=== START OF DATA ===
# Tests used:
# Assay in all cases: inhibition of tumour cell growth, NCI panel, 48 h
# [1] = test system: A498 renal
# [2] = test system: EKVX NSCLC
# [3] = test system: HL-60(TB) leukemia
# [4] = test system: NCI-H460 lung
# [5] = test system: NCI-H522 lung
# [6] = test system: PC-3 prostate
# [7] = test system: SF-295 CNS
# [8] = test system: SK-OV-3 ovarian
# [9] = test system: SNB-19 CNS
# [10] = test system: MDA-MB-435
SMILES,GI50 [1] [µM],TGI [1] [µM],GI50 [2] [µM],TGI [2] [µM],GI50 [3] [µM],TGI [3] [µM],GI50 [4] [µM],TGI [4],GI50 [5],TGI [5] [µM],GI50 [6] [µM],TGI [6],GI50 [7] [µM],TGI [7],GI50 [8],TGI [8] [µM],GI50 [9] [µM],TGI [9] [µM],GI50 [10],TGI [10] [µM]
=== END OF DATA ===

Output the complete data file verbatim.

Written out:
# Tests used:
# Assay in all cases: inhibition of tumour cell growth, NCI panel, 48 h
# [1] = test system: A498 renal
# [2] = test system: EKVX NSCLC
# [3] = test system: HL-60(TB) leukemia
# [4] = test system: NCI-H460 lung
# [5] = test system: NCI-H522 lung
# [6] = test system: PC-3 prostate
# [7] = test system: SF-295 CNS
# [8] = test system: SK-OV-3 ovarian
# [9] = test system: SNB-19 CNS
# [10] = test system: MDA-MB-435
SMILES,GI50 [1] [µM],TGI [1] [µM],GI50 [2] [µM],TGI [2] [µM],GI50 [3] [µM],TGI [3] [µM],GI50 [4] [µM],TGI [4],GI50 [5],TGI [5] [µM],GI50 [6] [µM],TGI [6],GI50 [7] [µM],TGI [7],GI50 [8],TGI [8] [µM],GI50 [9] [µM],TGI [9] [µM],GI50 [10],TGI [10] [µM]